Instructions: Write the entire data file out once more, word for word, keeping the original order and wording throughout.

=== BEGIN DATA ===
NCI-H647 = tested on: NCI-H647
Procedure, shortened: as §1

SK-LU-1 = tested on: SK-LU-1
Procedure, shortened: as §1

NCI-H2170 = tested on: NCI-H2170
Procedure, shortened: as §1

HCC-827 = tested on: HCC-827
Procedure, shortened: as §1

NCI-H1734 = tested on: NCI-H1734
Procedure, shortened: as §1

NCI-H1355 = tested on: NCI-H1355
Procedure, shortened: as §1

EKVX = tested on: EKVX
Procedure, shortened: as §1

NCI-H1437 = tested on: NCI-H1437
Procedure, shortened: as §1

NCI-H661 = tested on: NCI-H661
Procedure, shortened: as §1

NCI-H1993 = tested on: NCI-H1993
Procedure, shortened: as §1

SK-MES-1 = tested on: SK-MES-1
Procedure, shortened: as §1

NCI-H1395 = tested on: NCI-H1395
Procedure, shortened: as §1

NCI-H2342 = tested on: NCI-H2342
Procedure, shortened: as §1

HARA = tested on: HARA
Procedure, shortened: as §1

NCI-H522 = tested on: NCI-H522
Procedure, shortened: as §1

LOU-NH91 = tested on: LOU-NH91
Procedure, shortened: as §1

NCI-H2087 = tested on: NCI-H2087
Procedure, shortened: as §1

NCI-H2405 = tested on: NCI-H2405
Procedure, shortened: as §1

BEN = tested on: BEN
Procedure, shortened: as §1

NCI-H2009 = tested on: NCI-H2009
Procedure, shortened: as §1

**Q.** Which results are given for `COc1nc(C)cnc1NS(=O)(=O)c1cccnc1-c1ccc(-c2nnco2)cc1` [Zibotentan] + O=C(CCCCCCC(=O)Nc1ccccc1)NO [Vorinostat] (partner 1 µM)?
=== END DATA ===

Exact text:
NCI-H647 = tested on: NCI-H647
Procedure, shortened: as §1

SK-LU-1 = tested on: SK-LU-1
Procedure, shortened: as §1

NCI-H2170 = tested on: NCI-H2170
Procedure, shortened: as §1

HCC-827 = tested on: HCC-827
Procedure, shortened: as §1

NCI-H1734 = tested on: NCI-H1734
Procedure, shortened: as §1

NCI-H1355 = tested on: NCI-H1355
Procedure, shortened: as §1

EKVX = tested on: EKVX
Procedure, shortened: as §1

NCI-H1437 = tested on: NCI-H1437
Procedure, shortened: as §1

NCI-H661 = tested on: NCI-H661
Procedure, shortened: as §1

NCI-H1993 = tested on: NCI-H1993
Procedure, shortened: as §1

SK-MES-1 = tested on: SK-MES-1
Procedure, shortened: as §1

NCI-H1395 = tested on: NCI-H1395
Procedure, shortened: as §1

NCI-H2342 = tested on: NCI-H2342
Procedure, shortened: as §1

HARA = tested on: HARA
Procedure, shortened: as §1

NCI-H522 = tested on: NCI-H522
Procedure, shortened: as §1

LOU-NH91 = tested on: LOU-NH91
Procedure, shortened: as §1

NCI-H2087 = tested on: NCI-H2087
Procedure, shortened: as §1

NCI-H2405 = tested on: NCI-H2405
Procedure, shortened: as §1

BEN = tested on: BEN
Procedure, shortened: as §1

NCI-H2009 = tested on: NCI-H2009
Procedure, shortened: as §1

**Q.** Which results are given for `COc1nc(C)cnc1NS(=O)(=O)c1cccnc1-c1ccc(-c2nnco2)cc1` [Zibotentan] + O=C(CCCCCCC(=O)Nc1ccccc1)NO [Vorinostat] (partner 1 µM)?